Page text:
The Terminator (1984)
I have had a rather unusual view on The Terminator for the longest time. I do consider it James Cameron’s best movie, and the best of this franchise. These are for reasons of pacing and innovative filmmaking. Yet, what I mainly consider this film as is not so much a science fiction movie, but essentially a techno-slasher film. You’ve got a hulking, invincible juggernaut of a killer stalking and hunting down an innocent young woman. That’s a bare bones plot description for both The Terminator and a Friday The 13th sequel. The vibe of the movie is very relentless and evokes a very techno-horror hybrid ideology. Beyond that quirk of perception, I do have many things to praise this film for that I feel James Cameron severely abandoned afterwards.
In the post-apocalyptic future of 2029, SkyNet, a super computer defense system wages a losing war against a human resistance which it is intent on exterminating. In their desperation, the machines send an indestructible cyborg known as The Terminator (Arnold Schwarzenegger) back in time to kill Sarah Connor (Linda Hamilton), the woman whose unborn son will become mankind’s only hope. In hopes of preserving humanity’s future, the human resistance sends soldier Kyle Reese (Michael Biehn) back in time as well to protect Sarah. But does he even stand a chance against the most unstoppable killing machine ever created?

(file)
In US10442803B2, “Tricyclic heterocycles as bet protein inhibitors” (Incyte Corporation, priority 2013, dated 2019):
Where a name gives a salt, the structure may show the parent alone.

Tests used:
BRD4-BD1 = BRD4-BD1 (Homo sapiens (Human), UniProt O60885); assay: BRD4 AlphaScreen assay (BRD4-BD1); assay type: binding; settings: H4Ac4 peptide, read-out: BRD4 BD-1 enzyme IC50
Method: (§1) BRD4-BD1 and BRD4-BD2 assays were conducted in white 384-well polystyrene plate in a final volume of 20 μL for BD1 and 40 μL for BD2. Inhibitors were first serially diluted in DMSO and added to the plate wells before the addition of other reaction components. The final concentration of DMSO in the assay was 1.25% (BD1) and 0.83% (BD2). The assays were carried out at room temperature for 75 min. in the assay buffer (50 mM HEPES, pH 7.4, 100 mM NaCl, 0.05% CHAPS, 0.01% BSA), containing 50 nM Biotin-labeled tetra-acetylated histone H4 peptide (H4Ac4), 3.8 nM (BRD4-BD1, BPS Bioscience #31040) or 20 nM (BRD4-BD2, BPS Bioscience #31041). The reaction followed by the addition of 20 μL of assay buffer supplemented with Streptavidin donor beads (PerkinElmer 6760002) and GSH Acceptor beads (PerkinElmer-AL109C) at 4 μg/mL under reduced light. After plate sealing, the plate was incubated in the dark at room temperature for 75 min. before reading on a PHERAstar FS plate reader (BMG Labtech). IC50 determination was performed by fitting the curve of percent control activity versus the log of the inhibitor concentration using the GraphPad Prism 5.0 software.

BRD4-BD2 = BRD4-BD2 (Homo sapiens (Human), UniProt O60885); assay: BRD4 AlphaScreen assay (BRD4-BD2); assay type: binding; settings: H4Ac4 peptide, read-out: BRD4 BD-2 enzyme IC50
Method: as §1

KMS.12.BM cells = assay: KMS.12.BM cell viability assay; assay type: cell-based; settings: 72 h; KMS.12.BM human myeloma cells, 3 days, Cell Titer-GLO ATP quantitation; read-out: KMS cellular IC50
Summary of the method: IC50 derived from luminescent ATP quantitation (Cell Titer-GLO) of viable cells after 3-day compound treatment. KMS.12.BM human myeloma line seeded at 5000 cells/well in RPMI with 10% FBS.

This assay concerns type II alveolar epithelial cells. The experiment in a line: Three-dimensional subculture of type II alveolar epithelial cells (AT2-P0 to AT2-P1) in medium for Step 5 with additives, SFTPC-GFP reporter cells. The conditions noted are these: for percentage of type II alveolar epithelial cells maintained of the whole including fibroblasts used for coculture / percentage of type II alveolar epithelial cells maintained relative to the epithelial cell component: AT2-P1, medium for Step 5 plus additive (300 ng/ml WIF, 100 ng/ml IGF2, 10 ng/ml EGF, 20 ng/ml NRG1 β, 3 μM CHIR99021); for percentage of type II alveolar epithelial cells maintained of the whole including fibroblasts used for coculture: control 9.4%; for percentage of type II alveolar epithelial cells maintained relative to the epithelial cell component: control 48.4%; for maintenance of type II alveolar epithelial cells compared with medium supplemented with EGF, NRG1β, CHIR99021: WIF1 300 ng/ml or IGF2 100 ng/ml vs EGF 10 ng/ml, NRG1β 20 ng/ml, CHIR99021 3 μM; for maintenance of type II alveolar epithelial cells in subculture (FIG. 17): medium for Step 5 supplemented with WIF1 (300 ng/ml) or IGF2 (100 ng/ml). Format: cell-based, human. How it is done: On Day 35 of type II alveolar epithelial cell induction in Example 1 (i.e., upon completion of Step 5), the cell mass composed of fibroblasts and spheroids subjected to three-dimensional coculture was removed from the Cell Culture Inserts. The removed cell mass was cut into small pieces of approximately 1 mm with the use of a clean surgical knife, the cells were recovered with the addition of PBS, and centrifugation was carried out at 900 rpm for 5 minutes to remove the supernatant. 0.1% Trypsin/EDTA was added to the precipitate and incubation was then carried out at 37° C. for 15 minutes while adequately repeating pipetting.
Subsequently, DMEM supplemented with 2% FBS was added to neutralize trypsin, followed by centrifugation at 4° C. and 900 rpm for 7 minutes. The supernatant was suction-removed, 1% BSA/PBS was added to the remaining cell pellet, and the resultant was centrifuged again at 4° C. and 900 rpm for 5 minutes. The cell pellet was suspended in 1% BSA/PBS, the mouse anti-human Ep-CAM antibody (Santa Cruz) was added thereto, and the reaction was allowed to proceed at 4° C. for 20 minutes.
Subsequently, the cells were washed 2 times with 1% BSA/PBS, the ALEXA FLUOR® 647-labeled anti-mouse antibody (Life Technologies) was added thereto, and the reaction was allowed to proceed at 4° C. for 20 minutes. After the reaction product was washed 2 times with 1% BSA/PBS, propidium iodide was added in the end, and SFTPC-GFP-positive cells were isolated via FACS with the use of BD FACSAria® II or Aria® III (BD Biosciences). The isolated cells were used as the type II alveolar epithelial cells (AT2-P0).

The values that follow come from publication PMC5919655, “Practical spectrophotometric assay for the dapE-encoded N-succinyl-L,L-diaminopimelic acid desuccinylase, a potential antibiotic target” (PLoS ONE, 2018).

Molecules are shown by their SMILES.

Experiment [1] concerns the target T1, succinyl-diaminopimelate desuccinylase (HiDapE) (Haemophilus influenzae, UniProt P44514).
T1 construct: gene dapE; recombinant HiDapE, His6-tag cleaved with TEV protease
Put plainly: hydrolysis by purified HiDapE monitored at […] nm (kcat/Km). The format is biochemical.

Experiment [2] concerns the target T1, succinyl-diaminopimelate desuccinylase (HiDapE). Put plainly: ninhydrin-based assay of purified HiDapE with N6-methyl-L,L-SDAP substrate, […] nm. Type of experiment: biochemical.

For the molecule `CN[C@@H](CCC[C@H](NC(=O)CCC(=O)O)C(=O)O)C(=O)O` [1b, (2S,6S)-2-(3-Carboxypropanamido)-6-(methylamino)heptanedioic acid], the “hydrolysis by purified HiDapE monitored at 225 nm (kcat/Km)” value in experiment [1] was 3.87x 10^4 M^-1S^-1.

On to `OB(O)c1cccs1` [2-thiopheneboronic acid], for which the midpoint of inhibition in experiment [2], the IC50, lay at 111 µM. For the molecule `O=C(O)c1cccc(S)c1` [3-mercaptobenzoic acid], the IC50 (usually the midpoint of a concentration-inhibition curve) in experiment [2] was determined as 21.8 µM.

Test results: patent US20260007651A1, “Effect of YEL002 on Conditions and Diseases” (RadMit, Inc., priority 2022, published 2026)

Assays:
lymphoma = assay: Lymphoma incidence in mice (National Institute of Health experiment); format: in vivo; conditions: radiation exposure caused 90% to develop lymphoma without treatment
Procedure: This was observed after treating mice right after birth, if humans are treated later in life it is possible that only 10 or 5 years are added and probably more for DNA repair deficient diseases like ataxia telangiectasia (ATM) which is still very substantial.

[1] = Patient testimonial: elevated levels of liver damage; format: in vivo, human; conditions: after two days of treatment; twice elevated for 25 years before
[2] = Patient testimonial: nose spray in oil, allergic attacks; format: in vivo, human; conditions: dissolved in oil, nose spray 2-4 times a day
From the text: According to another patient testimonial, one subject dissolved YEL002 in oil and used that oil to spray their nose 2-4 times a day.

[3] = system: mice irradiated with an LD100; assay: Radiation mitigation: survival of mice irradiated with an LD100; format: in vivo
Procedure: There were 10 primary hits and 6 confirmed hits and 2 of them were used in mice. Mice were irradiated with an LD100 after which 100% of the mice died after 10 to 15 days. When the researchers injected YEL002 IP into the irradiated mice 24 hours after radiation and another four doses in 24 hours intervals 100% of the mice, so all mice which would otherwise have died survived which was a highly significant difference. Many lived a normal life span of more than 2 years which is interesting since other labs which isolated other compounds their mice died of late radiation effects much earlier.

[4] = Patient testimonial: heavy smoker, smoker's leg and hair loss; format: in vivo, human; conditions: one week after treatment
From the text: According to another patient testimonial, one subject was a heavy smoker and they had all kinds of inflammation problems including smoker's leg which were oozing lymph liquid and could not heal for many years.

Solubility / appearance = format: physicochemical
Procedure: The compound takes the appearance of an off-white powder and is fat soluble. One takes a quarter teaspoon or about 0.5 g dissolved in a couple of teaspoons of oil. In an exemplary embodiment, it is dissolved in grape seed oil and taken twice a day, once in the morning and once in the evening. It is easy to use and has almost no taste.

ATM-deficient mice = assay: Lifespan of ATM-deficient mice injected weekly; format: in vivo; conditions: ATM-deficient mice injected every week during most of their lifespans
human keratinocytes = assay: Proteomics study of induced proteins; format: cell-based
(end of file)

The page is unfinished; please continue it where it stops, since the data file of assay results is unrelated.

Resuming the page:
Obviously, The Terminator has been widely praised since its release, and so, there’s not much I have to tell you that hasn’t already been said. Regardless, most of these reviews are about what these films mean to me and the nature of cinema, in general. James Cameron previously worked in the special effects world working on numerous lower budgeted pictures, but after a great deal of hard work and determination he scored his first major directorial job with this film. The budget was tight, but with Arnold Schwarzenegger’s growing star power from the Conan films, there was a lot of credibility and weight put behind this. Still, it wasn’t an easy task getting it made. The restrictions of budget and resources really did work towards the film’s benefit. It forced Cameron to be innovative and a bit of a guerilla filmmaker. It’s a perfect example of better creativity through adversity. As I mentioned in my Aliens review, I think once Cameron got a big budget and a lot of freedom as a filmmaker, he lost that edge and began to indulge in overly long films with far laxer pacing and storytelling techniques. He was still innovative in the technical realm, but not so much in the creative one where tight storytelling was concerned.